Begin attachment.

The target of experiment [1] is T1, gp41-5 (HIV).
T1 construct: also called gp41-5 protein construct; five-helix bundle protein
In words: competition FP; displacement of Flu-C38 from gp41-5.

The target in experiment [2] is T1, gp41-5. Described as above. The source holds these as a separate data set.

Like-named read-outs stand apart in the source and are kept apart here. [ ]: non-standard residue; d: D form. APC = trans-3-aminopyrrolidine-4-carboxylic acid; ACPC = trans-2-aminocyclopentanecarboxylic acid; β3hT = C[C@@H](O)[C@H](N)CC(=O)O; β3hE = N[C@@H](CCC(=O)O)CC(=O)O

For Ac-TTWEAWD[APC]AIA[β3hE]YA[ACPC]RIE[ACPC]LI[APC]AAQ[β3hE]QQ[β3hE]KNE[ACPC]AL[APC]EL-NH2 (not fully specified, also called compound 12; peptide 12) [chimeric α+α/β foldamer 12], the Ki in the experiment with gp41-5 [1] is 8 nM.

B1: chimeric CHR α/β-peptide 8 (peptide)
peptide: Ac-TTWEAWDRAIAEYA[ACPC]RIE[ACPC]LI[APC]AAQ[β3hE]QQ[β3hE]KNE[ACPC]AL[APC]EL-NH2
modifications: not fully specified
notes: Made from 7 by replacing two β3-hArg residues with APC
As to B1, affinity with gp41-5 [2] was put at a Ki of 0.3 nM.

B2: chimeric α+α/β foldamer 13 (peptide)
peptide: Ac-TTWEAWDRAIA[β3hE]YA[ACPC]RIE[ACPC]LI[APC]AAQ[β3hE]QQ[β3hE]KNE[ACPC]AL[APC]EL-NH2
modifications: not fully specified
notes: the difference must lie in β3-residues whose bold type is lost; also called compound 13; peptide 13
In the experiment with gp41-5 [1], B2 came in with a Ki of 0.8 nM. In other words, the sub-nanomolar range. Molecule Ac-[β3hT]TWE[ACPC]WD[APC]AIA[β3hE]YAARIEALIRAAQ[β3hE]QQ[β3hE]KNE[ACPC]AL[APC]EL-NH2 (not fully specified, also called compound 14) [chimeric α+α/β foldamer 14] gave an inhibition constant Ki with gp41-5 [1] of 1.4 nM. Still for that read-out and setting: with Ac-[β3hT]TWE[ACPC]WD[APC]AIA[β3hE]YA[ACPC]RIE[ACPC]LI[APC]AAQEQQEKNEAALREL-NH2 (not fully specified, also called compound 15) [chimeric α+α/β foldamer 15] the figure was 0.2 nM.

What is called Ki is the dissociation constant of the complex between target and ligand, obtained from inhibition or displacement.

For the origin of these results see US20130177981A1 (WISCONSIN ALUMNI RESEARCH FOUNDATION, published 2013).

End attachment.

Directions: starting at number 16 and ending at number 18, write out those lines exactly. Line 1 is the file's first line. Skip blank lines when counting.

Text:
In the experiment with gp41-5 [1], B2 came in with a Ki of 0.8 nM. In other words, the sub-nanomolar range. Molecule Ac-[β3hT]TWE[ACPC]WD[APC]AIA[β3hE]YAARIEALIRAAQ[β3hE]QQ[β3hE]KNE[ACPC]AL[APC]EL-NH2 (not fully specified, also called compound 14) [chimeric α+α/β foldamer 14] gave an inhibition constant Ki with gp41-5 [1] of 1.4 nM. Still for that read-out and setting: with Ac-[β3hT]TWE[ACPC]WD[APC]AIA[β3hE]YA[ACPC]RIE[ACPC]LI[APC]AAQEQQEKNEAALREL-NH2 (not fully specified, also called compound 15) [chimeric α+α/β foldamer 15] the figure was 0.2 nM.

What is called Ki is the dissociation constant of the complex between target and ligand, obtained from inhibition or displacement.

For the origin of these results see US20130177981A1 (WISCONSIN ALUMNI RESEARCH FOUNDATION, published 2013).